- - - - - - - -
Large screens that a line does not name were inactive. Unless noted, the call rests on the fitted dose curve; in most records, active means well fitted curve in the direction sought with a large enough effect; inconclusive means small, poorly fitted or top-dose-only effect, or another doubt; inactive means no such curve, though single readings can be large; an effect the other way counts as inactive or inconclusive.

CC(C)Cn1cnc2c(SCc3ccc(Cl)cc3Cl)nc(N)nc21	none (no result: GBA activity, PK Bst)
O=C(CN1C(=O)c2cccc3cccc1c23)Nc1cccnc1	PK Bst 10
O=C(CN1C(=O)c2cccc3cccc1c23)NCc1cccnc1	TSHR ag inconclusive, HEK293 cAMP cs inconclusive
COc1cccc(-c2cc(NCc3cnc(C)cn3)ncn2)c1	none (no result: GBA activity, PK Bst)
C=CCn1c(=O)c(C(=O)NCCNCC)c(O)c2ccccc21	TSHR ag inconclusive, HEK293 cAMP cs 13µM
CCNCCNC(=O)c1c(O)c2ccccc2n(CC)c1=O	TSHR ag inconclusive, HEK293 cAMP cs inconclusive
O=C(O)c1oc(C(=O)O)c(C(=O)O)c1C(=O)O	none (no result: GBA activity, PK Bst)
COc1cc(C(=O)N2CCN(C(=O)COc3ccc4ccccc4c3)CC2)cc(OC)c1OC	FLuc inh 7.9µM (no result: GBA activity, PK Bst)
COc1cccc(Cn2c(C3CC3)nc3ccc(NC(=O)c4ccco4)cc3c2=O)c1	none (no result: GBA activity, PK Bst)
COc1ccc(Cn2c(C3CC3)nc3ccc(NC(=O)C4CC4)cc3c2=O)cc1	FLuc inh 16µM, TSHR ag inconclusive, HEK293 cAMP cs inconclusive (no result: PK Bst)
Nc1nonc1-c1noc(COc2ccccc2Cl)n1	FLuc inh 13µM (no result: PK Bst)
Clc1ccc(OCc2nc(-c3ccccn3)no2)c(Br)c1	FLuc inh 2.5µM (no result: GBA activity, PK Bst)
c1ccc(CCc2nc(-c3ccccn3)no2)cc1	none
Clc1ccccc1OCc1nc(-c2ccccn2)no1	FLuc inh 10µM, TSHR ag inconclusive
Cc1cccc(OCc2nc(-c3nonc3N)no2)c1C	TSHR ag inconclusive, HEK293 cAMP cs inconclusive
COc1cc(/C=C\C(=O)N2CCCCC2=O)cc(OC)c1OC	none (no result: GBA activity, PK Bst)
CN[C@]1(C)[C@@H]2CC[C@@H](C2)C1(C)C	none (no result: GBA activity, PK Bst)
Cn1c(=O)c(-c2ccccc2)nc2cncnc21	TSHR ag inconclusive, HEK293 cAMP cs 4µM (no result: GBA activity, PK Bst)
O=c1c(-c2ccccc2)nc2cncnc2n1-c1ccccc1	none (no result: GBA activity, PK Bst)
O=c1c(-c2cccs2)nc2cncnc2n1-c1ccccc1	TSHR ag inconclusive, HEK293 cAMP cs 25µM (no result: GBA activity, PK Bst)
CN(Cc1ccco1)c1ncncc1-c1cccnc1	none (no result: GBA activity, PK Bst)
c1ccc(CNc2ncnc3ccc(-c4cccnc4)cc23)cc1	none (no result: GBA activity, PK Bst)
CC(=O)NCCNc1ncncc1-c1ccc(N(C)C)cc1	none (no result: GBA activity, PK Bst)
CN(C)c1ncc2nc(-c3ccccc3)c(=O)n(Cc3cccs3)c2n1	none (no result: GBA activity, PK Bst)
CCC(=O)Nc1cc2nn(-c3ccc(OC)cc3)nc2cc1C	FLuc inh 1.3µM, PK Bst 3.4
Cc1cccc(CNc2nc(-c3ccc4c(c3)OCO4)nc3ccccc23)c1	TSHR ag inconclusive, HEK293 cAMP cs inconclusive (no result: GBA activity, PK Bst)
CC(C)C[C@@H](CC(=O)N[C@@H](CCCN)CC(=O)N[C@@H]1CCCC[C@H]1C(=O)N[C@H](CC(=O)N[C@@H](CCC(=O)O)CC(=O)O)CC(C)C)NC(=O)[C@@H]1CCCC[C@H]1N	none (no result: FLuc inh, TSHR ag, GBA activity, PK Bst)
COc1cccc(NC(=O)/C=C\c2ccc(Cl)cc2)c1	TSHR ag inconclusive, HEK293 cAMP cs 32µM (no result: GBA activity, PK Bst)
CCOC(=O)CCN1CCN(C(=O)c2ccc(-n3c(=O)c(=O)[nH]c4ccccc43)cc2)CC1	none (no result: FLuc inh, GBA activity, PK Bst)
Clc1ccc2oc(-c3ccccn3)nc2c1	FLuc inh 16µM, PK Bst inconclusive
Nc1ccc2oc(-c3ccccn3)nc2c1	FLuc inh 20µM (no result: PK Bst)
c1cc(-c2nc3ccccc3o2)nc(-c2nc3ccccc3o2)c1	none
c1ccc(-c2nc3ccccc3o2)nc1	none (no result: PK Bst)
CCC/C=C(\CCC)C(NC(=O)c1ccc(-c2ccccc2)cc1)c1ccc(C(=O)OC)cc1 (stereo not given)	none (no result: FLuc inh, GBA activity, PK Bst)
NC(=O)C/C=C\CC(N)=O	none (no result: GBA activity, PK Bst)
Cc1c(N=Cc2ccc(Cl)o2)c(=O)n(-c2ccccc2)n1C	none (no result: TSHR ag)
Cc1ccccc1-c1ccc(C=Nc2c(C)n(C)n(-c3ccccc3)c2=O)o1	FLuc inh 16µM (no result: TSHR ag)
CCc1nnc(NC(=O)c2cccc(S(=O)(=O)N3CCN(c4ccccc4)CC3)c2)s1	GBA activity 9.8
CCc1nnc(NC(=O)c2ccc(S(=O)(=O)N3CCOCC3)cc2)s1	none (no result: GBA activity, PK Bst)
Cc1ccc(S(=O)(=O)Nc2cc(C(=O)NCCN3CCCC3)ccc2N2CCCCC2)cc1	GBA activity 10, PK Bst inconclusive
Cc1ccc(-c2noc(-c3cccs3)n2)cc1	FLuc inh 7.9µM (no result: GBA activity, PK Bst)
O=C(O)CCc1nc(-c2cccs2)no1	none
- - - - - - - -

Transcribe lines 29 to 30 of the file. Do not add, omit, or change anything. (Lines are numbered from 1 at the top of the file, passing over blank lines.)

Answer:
COc1cccc(NC(=O)/C=C\c2ccc(Cl)cc2)c1	TSHR ag inconclusive, HEK293 cAMP cs 32µM (no result: GBA activity, PK Bst)
CCOC(=O)CCN1CCN(C(=O)c2ccc(-n3c(=O)c(=O)[nH]c4ccccc43)cc2)CC1	none (no result: FLuc inh, GBA activity, PK Bst)